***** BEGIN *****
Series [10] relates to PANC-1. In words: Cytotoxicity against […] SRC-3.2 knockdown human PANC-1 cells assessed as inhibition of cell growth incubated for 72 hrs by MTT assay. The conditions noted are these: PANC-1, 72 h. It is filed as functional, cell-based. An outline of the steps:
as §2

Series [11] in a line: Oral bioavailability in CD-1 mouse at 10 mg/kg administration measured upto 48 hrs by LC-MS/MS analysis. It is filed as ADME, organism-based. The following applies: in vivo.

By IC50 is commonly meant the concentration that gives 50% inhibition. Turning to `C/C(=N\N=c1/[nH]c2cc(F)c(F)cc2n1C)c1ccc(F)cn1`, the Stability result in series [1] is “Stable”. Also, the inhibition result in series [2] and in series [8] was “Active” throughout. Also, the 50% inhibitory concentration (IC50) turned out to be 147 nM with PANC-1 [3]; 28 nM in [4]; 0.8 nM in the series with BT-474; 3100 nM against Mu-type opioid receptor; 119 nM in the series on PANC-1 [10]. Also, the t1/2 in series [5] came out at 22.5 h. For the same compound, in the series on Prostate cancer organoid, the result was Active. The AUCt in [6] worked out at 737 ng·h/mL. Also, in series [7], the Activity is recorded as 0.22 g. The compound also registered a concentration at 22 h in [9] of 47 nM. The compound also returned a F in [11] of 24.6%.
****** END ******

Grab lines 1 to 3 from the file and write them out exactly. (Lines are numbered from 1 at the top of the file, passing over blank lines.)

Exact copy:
Series [10] relates to PANC-1. In words: Cytotoxicity against […] SRC-3.2 knockdown human PANC-1 cells assessed as inhibition of cell growth incubated for 72 hrs by MTT assay. The conditions noted are these: PANC-1, 72 h. It is filed as functional, cell-based. An outline of the steps:
as §2

Series [11] in a line: Oral bioavailability in CD-1 mouse at 10 mg/kg administration measured upto 48 hrs by LC-MS/MS analysis. It is filed as ADME, organism-based. The following applies: in vivo.